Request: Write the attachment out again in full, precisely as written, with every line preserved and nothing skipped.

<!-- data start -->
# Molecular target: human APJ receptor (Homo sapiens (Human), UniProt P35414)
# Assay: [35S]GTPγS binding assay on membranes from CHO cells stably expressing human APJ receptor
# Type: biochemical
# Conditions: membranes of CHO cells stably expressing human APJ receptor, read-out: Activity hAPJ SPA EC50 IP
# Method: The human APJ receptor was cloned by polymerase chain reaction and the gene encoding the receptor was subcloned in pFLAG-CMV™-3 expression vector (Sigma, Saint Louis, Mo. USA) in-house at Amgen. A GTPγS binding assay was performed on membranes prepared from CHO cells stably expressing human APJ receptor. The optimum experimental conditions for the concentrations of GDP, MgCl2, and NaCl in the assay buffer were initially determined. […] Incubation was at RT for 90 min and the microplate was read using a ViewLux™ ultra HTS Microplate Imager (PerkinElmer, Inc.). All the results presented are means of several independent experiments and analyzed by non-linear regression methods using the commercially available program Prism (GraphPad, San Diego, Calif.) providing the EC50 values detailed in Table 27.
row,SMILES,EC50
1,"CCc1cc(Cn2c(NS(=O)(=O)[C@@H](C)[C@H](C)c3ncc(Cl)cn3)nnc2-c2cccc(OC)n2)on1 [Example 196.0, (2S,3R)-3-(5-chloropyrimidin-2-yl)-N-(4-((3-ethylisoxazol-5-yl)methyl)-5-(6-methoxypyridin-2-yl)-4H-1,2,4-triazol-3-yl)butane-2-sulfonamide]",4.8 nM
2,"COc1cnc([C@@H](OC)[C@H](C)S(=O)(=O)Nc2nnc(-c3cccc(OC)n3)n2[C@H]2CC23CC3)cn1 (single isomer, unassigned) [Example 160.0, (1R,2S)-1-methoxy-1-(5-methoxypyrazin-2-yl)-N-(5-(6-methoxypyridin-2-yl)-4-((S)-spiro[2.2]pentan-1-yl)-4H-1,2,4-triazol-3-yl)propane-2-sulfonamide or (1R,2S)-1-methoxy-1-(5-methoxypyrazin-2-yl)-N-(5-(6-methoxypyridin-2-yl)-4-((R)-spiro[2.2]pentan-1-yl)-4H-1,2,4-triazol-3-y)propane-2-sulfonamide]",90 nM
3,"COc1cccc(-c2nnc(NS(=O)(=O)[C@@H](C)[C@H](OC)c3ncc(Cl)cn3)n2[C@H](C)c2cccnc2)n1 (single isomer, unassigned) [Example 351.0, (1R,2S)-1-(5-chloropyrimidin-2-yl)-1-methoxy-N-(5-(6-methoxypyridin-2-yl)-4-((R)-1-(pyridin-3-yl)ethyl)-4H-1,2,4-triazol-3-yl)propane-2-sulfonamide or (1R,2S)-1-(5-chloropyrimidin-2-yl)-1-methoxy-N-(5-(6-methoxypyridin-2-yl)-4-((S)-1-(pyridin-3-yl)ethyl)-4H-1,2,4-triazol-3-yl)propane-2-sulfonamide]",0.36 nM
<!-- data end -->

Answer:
# Molecular target: human APJ receptor (Homo sapiens (Human), UniProt P35414)
# Assay: [35S]GTPγS binding assay on membranes from CHO cells stably expressing human APJ receptor
# Type: biochemical
# Conditions: membranes of CHO cells stably expressing human APJ receptor, read-out: Activity hAPJ SPA EC50 IP
# Method: The human APJ receptor was cloned by polymerase chain reaction and the gene encoding the receptor was subcloned in pFLAG-CMV™-3 expression vector (Sigma, Saint Louis, Mo. USA) in-house at Amgen. A GTPγS binding assay was performed on membranes prepared from CHO cells stably expressing human APJ receptor. The optimum experimental conditions for the concentrations of GDP, MgCl2, and NaCl in the assay buffer were initially determined. […] Incubation was at RT for 90 min and the microplate was read using a ViewLux™ ultra HTS Microplate Imager (PerkinElmer, Inc.). All the results presented are means of several independent experiments and analyzed by non-linear regression methods using the commercially available program Prism (GraphPad, San Diego, Calif.) providing the EC50 values detailed in Table 27.
row,SMILES,EC50
1,"CCc1cc(Cn2c(NS(=O)(=O)[C@@H](C)[C@H](C)c3ncc(Cl)cn3)nnc2-c2cccc(OC)n2)on1 [Example 196.0, (2S,3R)-3-(5-chloropyrimidin-2-yl)-N-(4-((3-ethylisoxazol-5-yl)methyl)-5-(6-methoxypyridin-2-yl)-4H-1,2,4-triazol-3-yl)butane-2-sulfonamide]",4.8 nM
2,"COc1cnc([C@@H](OC)[C@H](C)S(=O)(=O)Nc2nnc(-c3cccc(OC)n3)n2[C@H]2CC23CC3)cn1 (single isomer, unassigned) [Example 160.0, (1R,2S)-1-methoxy-1-(5-methoxypyrazin-2-yl)-N-(5-(6-methoxypyridin-2-yl)-4-((S)-spiro[2.2]pentan-1-yl)-4H-1,2,4-triazol-3-yl)propane-2-sulfonamide or (1R,2S)-1-methoxy-1-(5-methoxypyrazin-2-yl)-N-(5-(6-methoxypyridin-2-yl)-4-((R)-spiro[2.2]pentan-1-yl)-4H-1,2,4-triazol-3-y)propane-2-sulfonamide]",90 nM
3,"COc1cccc(-c2nnc(NS(=O)(=O)[C@@H](C)[C@H](OC)c3ncc(Cl)cn3)n2[C@H](C)c2cccnc2)n1 (single isomer, unassigned) [Example 351.0, (1R,2S)-1-(5-chloropyrimidin-2-yl)-1-methoxy-N-(5-(6-methoxypyridin-2-yl)-4-((R)-1-(pyridin-3-yl)ethyl)-4H-1,2,4-triazol-3-yl)propane-2-sulfonamide or (1R,2S)-1-(5-chloropyrimidin-2-yl)-1-methoxy-N-(5-(6-methoxypyridin-2-yl)-4-((S)-1-(pyridin-3-yl)ethyl)-4H-1,2,4-triazol-3-yl)propane-2-sulfonamide]",0.36 nM